The author provides readers with a sleeping target to reach. But sleep is very personal and different people need different times. It’s not good, in my opinion, to give a general, catch-all target.
All the swearing makes it seem to me a bit like “The Subtle Art of Not Giving a Fuck“: good content, but all the swearing just felt try-hard “trying to sound cool”.
Especially saying “goddamn miracle” was really unnecessary in my opinion.
Some Historical Interpretations Left Me Cold
The author uses the example of Sparta as an example of a culture of sacrifice, virtues, and strength that underpinned its success.
Athens kicked Sparta’s asses multiple times and in the course of history, it’s been much more powerful influential without any of Sparta’s militarism.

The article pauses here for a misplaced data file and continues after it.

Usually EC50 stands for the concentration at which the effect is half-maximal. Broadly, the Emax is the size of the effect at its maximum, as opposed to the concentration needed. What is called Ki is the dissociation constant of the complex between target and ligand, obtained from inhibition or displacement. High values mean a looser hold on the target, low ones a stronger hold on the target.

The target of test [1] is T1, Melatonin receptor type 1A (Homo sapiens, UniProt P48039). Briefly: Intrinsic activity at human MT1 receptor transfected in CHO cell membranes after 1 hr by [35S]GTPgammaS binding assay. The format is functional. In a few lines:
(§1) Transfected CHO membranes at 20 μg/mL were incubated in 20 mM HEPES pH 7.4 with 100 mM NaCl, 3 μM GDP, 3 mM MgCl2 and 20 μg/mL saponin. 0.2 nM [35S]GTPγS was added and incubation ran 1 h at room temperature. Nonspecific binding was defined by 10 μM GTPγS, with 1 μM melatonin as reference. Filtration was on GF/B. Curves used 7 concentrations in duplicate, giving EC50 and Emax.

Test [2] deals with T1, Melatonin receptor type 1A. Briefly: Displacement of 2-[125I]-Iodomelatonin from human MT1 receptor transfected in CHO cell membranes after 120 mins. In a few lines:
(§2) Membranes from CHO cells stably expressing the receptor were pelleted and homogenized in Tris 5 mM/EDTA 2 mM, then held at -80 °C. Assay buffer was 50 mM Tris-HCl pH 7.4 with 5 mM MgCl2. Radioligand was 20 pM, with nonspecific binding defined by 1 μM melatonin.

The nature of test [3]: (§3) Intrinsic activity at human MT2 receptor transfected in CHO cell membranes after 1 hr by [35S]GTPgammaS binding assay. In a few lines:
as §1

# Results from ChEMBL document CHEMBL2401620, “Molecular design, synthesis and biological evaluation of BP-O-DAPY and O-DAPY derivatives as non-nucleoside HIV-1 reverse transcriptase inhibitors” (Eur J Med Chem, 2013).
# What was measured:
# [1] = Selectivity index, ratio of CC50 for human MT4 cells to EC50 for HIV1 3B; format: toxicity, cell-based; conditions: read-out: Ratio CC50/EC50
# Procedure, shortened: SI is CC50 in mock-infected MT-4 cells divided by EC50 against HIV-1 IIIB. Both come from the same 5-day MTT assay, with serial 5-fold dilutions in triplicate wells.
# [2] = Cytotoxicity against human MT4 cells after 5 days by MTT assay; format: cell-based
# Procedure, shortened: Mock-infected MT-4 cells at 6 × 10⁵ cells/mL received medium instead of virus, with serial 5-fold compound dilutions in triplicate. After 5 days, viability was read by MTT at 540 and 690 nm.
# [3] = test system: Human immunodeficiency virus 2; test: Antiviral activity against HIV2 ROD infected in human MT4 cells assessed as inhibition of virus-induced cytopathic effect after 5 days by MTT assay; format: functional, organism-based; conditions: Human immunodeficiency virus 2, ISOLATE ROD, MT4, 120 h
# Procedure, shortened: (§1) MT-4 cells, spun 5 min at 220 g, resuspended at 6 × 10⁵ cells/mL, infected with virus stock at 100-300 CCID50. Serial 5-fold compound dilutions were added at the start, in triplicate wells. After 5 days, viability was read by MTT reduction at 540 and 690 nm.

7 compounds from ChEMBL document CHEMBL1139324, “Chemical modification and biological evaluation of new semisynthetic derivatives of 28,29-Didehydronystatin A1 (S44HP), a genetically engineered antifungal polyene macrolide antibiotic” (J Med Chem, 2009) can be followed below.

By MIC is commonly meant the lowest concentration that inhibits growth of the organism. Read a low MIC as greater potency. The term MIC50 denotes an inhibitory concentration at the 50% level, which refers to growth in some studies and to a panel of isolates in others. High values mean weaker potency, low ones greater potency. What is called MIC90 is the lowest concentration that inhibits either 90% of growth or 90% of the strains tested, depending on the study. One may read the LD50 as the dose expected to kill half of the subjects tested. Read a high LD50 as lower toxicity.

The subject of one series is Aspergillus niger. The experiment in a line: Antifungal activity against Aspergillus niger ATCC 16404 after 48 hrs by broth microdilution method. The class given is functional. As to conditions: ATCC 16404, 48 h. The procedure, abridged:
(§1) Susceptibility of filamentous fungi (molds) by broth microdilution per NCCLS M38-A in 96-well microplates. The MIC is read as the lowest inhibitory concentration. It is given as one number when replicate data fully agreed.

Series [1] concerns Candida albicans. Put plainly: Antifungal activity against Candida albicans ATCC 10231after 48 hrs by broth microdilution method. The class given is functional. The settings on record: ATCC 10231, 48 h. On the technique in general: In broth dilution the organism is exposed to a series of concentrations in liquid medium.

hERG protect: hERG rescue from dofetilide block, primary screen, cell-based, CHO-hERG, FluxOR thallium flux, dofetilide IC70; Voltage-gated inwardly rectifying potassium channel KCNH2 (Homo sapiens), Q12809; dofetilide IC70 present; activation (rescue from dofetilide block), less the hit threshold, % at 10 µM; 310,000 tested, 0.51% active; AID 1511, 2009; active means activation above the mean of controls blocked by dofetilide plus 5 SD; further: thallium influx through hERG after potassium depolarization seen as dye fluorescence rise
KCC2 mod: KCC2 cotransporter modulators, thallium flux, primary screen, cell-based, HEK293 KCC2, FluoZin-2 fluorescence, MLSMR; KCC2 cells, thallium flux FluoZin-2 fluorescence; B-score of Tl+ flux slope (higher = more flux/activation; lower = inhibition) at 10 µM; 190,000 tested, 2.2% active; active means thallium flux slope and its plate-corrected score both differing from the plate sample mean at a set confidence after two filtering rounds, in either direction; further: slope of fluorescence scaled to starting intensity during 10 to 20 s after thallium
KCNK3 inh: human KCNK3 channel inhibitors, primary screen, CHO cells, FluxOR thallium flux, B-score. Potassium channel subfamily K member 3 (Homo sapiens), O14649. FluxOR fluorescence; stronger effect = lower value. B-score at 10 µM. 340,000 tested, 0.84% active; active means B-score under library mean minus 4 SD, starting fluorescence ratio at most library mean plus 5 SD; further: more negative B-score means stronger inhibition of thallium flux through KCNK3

Some Over-Optimization Advice Like Sleeping With Dominant Hand on Top
The author says that to maximize your safety you should sleep on the side that leaves your dominant hand on top. Why? So that if an intruder breaks in then you’re at your most ready.
But people move during their sleep. And you just gain a split of a second for an event that will probably never happen in your life -while you might be sleeping on the side you like least for a lifetime-.
Overall, I really enjoyed Own the Day, Own Your Life:
- Packed with actionable advice
- Overall well researched
- Very good overview on health and nutrition
I could take away some new wisdom from “Own the Day, Own Your Life”.
I did take some tips from this book, for example the vitamin D and the pre-biotics.
However, the typical demonizing of “bad foods” and the misplaced hyping of “good foods” is misleading.
And the advice on water purifiers and overselling of supplements leads me to take one star off,
At times, I also felt the recommended habits were a bit on the geeky, overly complex, and overly-engineered approach to living.
But I do still highly recommend this book.
Overall, “Own the Day, Own Your Life” is a great resource to provide an overview of healthy living.